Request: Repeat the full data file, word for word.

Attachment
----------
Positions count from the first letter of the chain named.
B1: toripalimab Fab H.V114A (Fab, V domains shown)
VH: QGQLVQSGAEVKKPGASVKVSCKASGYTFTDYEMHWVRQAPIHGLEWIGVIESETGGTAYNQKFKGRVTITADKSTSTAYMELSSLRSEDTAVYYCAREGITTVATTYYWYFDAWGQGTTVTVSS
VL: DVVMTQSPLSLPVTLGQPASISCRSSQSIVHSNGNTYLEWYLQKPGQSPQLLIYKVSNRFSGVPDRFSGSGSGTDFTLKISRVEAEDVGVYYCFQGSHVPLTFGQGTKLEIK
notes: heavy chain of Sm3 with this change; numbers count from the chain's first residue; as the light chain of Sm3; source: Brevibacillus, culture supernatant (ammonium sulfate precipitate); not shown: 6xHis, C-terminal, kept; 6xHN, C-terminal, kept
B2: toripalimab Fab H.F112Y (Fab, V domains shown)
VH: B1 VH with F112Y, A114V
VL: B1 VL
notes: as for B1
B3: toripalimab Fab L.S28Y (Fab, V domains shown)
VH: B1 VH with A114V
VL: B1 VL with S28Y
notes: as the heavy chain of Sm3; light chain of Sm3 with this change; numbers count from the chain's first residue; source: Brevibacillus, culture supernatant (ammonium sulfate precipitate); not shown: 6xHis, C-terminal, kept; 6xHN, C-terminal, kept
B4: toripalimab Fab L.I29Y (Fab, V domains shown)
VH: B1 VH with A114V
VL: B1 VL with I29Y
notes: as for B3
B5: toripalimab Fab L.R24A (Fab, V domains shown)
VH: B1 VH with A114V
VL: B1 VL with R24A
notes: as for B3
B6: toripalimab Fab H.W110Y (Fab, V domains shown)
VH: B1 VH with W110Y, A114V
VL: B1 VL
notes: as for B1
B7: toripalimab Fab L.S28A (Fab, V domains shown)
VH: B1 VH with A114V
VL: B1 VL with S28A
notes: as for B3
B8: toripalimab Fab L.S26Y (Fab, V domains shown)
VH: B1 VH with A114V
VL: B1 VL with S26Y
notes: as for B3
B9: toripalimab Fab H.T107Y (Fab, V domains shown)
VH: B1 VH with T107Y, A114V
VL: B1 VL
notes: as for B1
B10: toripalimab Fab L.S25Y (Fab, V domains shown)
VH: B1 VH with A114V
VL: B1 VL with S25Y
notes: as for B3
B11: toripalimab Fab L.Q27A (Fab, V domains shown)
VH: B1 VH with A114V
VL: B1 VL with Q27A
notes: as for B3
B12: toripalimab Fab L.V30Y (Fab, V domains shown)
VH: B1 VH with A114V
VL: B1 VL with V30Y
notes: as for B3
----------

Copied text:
Positions count from the first letter of the chain named.
B1: toripalimab Fab H.V114A (Fab, V domains shown)
VH: QGQLVQSGAEVKKPGASVKVSCKASGYTFTDYEMHWVRQAPIHGLEWIGVIESETGGTAYNQKFKGRVTITADKSTSTAYMELSSLRSEDTAVYYCAREGITTVATTYYWYFDAWGQGTTVTVSS
VL: DVVMTQSPLSLPVTLGQPASISCRSSQSIVHSNGNTYLEWYLQKPGQSPQLLIYKVSNRFSGVPDRFSGSGSGTDFTLKISRVEAEDVGVYYCFQGSHVPLTFGQGTKLEIK
notes: heavy chain of Sm3 with this change; numbers count from the chain's first residue; as the light chain of Sm3; source: Brevibacillus, culture supernatant (ammonium sulfate precipitate); not shown: 6xHis, C-terminal, kept; 6xHN, C-terminal, kept
B2: toripalimab Fab H.F112Y (Fab, V domains shown)
VH: B1 VH with F112Y, A114V
VL: B1 VL
notes: as for B1
B3: toripalimab Fab L.S28Y (Fab, V domains shown)
VH: B1 VH with A114V
VL: B1 VL with S28Y
notes: as the heavy chain of Sm3; light chain of Sm3 with this change; numbers count from the chain's first residue; source: Brevibacillus, culture supernatant (ammonium sulfate precipitate); not shown: 6xHis, C-terminal, kept; 6xHN, C-terminal, kept
B4: toripalimab Fab L.I29Y (Fab, V domains shown)
VH: B1 VH with A114V
VL: B1 VL with I29Y
notes: as for B3
B5: toripalimab Fab L.R24A (Fab, V domains shown)
VH: B1 VH with A114V
VL: B1 VL with R24A
notes: as for B3
B6: toripalimab Fab H.W110Y (Fab, V domains shown)
VH: B1 VH with W110Y, A114V
VL: B1 VL
notes: as for B1
B7: toripalimab Fab L.S28A (Fab, V domains shown)
VH: B1 VH with A114V
VL: B1 VL with S28A
notes: as for B3
B8: toripalimab Fab L.S26Y (Fab, V domains shown)
VH: B1 VH with A114V
VL: B1 VL with S26Y
notes: as for B3
B9: toripalimab Fab H.T107Y (Fab, V domains shown)
VH: B1 VH with T107Y, A114V
VL: B1 VL
notes: as for B1
B10: toripalimab Fab L.S25Y (Fab, V domains shown)
VH: B1 VH with A114V
VL: B1 VL with S25Y
notes: as for B3
B11: toripalimab Fab L.Q27A (Fab, V domains shown)
VH: B1 VH with A114V
VL: B1 VL with Q27A
notes: as for B3
B12: toripalimab Fab L.V30Y (Fab, V domains shown)
VH: B1 VH with A114V
VL: B1 VL with V30Y
notes: as for B3